- More than 45,000 users in 95 countries
- One software package for all application areas
- Free support provided by experienced engineers
- Short learning time and intuitive handling
- Excellent price/performance ratio
- Flexible modular concept, extensible according to your needs
- Scalable license system with single and network licenses
- Proven software used in many well-known projects
Why Dlubal Software?
Wind Simulation & Wind Load Generation
With the stand-alone program RWIND Simulation, wind flows around simple or complex structures can be simulated by means of a digital wind tunnel.
The generated wind loads acting on these objects can be imported to RFEM or RSTAB.
Steel fiber reinforced concrete is nowadays mainly used for industrial floors or hall floors, for foundation plates with low loads, basement walls and basement floors. Since the publication of the first guideline by the German Committee for Reinforced Concrete (DAfStb) about steel fiber reinforced concrete in 2010, the structural engineer can use standards for the design of the composite material steel fiber reinforced concrete, which makes the use of fiber reinforced concrete increasingly popular in construction. This article explains the individual material parameters of the steel fiber reinforced concrete and how to deal with these material parameters in the FEM program RFEM.
A welded connection of a HEA cross-section under biaxial bending with axial force will be designed. The design of welds for the given internal forces according to the simplified method (DIN EN 1993-1-8, clause 188.8.131.52) by means of SHAPE-THIN will be performed.
Using the RF-TIMBER AWC module, timber beam design is possible according to the 2018 NDS standard ASD method. Accurately calculating timber member bending capacity and adjustment factors is important for safety considerations and design. The following article will verify the maximum critical buckling in RF-TIMBER AWC using step-by-step analytical equations per the NDS 2018 standard including the bending adjustment factors, adjusted bending design value, and final design ratio.
When designing a steel cross-section according to Eurocode 3, it is important to assign the cross-section to one of the four cross-section classes. Classes 1 and 2 allow for a plastic design, classes 3 and 4 are only for elastic design. In addition to the resistance of the cross-section, the structural component's sufficient stability has to be analyzed.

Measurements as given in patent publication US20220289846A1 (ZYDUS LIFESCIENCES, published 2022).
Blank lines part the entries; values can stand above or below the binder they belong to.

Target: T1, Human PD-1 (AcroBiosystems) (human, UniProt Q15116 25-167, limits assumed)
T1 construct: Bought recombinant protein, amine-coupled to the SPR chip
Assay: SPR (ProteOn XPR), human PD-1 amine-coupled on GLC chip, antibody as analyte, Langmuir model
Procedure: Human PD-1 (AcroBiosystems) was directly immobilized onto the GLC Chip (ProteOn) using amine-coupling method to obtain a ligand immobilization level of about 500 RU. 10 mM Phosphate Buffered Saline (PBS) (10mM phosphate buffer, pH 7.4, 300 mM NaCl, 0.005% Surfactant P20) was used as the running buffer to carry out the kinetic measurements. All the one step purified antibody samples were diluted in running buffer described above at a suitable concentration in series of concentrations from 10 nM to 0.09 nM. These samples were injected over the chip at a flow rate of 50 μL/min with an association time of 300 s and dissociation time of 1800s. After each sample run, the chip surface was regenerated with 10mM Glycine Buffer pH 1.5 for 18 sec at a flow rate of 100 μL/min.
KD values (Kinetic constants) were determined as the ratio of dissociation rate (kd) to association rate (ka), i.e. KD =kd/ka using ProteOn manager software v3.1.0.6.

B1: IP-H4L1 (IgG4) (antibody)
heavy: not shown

The deformations of the FE nodes are always the first result of an FE calculation. Based on these deformations and the stiffness of the elements, it is possible to calculate strains, internal forces, and stresses.
For more detailed investigations of shear/hole bearing connections or their immediate environment, the definition of the non-linear contact problem plays an important role. This article uses a solid model to search for comparable and simplified surface models.
In SHAPE-THIN, it is possible to perform the calculation of stiffened buckling panels according to Section 4.5 of EN 1993-1-5. For stiffened buckling panels, the effective surfaces due to local buckling of the single panels in the plate and in the stiffeners as well as the effective surfaces from the entire panel buckling of the stiffened entire panel have to be considered.
Piping systems are exposed to a variety of loads. Among the most authoritative is the internal pressure. This article will therefore look at the stresses and deformations resulting from a pure internal pressure loading in the pipe wall or for the pipe.
SHAPE-THIN allows you to calculate section properties and stresses of any cross‑sections. If a flange or a web is weakened by bolt holes, you can consider this by using null elements. The stresses are subsequently recalculated with the reduced cross‑section values. In this case, it is necessary to pay special attention to shear stresses. By default, these are set to zero in the area of the null elements. When recalculating shear stresses with the reduced cross‑section values and without further adaptation, it turns out that the integral of the shear stresses is no longer equal to the applied shear force. The following example shows in detail how to calculate the shear stress.
The add-on modules RF-PIPING and RF-PIPING Design allow you to design piping systems according to EN 13480-3 , ASME B31.1 and B31.3. In the case of the European standard, the determination of pipe stresses is based on the formulas of Section 12.3 Flexibility analysis. Depending on the stress type, one or more resulting moments is applied without regard to each other. This differentiation occurs when determining the stresses due to occasional loads, for example.
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